By Dr. Lubna Alam, LESTARI, National University of Malaysia
In recent years the Pahang river basin has experienced devastating floods causing loss of lives and destroying agricultural fields and infrastructure. Recurrent floods have threatened the quality of the Pahang river water, which is used by over one and a half million people for drinking and domestic use. The local communities do not participate in water management programs. However, more engagement from all stakeholders could support the long-term success of water management programs, and ensure that the Pahang river continues to provide clean water to the local communities.
The goal of the study was to assess the risk of urban water contamination in the Pahang river basin, to identify existing and potential water management practices, and to recommend strategies to decrease the risk of contamination.
Water quality data from 2006 to 2016 was kindly provided by the Department of Environment and the Malaysian Meteorological Department, and data for 2017 was obtained as part of the study. Surveys with communities living in flood-prone areas explored water management practices. Interviews with non-governmental organizations and local stakeholders focused on potential strategies for risk reduction.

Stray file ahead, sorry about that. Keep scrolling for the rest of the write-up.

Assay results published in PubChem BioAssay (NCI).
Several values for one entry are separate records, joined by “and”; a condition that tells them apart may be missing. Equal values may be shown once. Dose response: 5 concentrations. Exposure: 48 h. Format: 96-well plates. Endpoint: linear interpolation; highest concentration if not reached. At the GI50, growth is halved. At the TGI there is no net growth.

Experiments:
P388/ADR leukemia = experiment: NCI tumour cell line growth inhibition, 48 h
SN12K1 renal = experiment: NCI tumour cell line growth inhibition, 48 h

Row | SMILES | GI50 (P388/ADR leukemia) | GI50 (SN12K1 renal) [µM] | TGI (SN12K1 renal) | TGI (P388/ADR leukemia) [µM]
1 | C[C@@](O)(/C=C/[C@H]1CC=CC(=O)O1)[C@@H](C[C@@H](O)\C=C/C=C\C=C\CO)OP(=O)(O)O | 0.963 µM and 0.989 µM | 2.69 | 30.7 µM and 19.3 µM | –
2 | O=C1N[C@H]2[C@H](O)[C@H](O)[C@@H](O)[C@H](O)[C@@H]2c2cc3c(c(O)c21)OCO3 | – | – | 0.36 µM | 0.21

Water quality parameters were within the range of recommended values for Malaysian raw water. The study did not identify any carcinogenic or non-carcinogenic risks linked to the components found in the water. However, the research also highlighted a significant correlation between the climatic variables and the water quality.
The surveys found that the local population is aware of the importance of water quality and willing to participate in water management programs.
Interviews with stakeholders from the government, non-governmental organizations, the private sector and the university highlighted several recommended risk reduction measures and strategies, including improving irrigation and drainage systems, increasing community engagement and organizing river cleanup programs.
The findings suggest that the Pahang river water is safe for drinking and domestic use. However, there is a risk that the water quality will decrease with future changes in climate. The local communities, although interested in water quality issues, have not been engaged in water management programs up to now – an increased involvement of the communities, including through education and awareness raising programs, is recommended. As a first step in this direction, a pamphlet and a quiz competition have been developed to raise awareness about water quality and actions that everyone can take to reduce water pollution.